Earth's Magnetic Field

25 Jan 2017

This link was sent in by a member of SIS - http://crev.info/2017/01/earths-magnetic-field-3/ .... which concerns a New Scientist piece by Marcus Woo on the magnetic field. It is useful as it illustrates how some people may reinterpret what other people say - and no doubt I do this all the time as well. What Woo appears to do is point out anomalies concerning earth's magnetic field - and most science journalists would not bother to mention anomalies so Woo is to be congratulated. A recent paper by Francis Nimmo has claimed the dynamo in the core of the earth is only one billion years old - which means it had no dynamo between 4.5 billion years and 1 billion years ago (or that is one way to interpret what Nimmo said). Does this mean the earth is not 4.5 billion years of age, which appears to be the thrust of the argument. Rather than go on what Woo says, and he is writing in a magazine that is fully converted to the CAGW meme and dominates every editorial, and one might suspect nearly everything else is full on mainstream, one would need to read what Nimmo said. I did come across a press release on this issue some weeks ago but did not post anything on the subject. Might be worth going back to the horses mouth. We also need to remember there are currently a lot of uncertainties in solar science and the old consensus theories so Marcus Woo does have a problem. Solar science is not like cosmology. The latter is full of theory, conjecture, and modelling. Solar science is changing because there is a barrage of clever technology being deployed in order to understand the sun and its effects on the magnetic field of the earth. A lot of new information is arriving courtesy of the HiNODE and SWARM missions - and then we have all those big new space telescopes. Solar science is finding new facts on a regular basis. It may at present differ from the Electric Universe theory - but we should always bear in mind the latter is a theory. The truth of the pudding will emerge - in the not too distant future. Whether that agrees with EU theory is something we shall have to wait and see. A critical point will arrive and old consensus theories will be dropped like a hot chestnut.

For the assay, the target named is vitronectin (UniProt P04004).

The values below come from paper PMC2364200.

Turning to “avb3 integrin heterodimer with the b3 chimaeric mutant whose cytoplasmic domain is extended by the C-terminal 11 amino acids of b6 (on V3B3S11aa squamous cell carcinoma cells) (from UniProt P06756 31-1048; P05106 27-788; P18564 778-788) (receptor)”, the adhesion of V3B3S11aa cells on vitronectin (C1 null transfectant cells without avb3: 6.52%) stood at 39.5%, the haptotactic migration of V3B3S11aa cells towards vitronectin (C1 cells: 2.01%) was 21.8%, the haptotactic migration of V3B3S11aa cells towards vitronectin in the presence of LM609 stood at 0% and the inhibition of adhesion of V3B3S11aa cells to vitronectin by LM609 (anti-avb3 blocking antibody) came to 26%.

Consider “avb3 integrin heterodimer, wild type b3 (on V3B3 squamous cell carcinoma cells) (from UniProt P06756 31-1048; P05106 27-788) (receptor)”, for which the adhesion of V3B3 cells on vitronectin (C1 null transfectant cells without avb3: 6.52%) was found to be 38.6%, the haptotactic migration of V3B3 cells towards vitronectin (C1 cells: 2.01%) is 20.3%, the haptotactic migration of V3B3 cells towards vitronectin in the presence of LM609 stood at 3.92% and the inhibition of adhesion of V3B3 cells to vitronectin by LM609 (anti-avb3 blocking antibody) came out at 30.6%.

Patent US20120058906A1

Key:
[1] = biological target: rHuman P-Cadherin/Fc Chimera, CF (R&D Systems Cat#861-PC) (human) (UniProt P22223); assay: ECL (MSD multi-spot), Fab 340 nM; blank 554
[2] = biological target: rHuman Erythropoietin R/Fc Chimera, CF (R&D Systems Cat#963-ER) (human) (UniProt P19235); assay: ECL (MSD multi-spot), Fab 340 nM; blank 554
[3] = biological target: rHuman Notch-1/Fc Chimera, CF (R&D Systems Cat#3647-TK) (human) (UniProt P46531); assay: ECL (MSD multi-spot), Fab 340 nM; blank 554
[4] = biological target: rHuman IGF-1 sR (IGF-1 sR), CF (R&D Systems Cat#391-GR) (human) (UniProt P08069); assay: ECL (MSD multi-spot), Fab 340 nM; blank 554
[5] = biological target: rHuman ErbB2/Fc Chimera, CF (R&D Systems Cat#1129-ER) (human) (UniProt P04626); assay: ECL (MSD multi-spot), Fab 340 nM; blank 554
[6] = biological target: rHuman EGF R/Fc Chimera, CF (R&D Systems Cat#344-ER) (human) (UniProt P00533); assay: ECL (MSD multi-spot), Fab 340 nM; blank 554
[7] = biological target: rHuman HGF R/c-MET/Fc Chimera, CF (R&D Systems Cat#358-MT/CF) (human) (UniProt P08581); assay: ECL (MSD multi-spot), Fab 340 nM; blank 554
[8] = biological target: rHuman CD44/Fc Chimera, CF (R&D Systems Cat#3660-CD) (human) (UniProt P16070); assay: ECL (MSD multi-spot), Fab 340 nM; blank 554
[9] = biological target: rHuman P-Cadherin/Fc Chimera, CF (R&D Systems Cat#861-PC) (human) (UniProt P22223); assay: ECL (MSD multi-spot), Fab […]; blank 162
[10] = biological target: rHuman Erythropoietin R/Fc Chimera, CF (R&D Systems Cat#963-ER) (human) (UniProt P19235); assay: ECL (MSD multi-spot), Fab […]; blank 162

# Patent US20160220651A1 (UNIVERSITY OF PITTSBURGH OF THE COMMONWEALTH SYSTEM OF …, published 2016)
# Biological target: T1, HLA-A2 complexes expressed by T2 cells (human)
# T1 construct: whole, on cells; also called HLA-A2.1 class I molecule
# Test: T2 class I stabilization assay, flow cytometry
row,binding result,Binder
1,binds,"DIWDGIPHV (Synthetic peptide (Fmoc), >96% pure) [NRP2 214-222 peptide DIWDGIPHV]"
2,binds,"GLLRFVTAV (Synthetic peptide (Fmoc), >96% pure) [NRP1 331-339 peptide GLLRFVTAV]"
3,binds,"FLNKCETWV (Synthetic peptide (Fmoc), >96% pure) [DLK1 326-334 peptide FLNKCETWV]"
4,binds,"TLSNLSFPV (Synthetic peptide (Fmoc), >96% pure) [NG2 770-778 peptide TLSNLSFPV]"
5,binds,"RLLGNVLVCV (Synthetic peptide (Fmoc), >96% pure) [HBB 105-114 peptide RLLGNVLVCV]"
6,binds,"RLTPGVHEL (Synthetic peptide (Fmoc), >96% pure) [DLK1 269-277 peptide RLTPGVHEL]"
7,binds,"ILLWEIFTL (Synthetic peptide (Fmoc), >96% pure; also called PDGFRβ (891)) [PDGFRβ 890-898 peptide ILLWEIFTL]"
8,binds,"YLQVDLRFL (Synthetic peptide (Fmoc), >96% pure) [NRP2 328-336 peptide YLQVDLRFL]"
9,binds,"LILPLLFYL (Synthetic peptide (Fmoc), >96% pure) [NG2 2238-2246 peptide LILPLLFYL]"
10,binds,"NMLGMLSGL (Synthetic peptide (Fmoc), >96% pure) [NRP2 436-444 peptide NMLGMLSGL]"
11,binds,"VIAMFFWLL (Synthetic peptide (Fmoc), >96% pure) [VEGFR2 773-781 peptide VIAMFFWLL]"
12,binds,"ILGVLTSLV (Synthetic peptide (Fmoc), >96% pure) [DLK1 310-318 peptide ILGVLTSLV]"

What Nimmo actually said can be found at https://websites.pmc.ucsc.edu/~fnimmo/website/nimmo_core.pdf ... when you read this piece you can understand why Marcus Woo might have said what he did. It is a short succinct article and Nimmo works in the University of California's department of Earth Sciences. On the origin of the earth's core he poses some interesting queries. It is thought by mainstream that the planets of the inner solar system are made up in the main by iron and silicates. Due to the density of iron it is thought this means that iron would migrate to the core over a period of time. Nimmo queries what the core is made from, how and when it was formed via the accretion theory, and queries differentiation, and how the earth might have developed a core. If it did how did the core change subsequent to its original function (ie become a dynamo). In other words, is the mechanics of the consensus opinion still valid.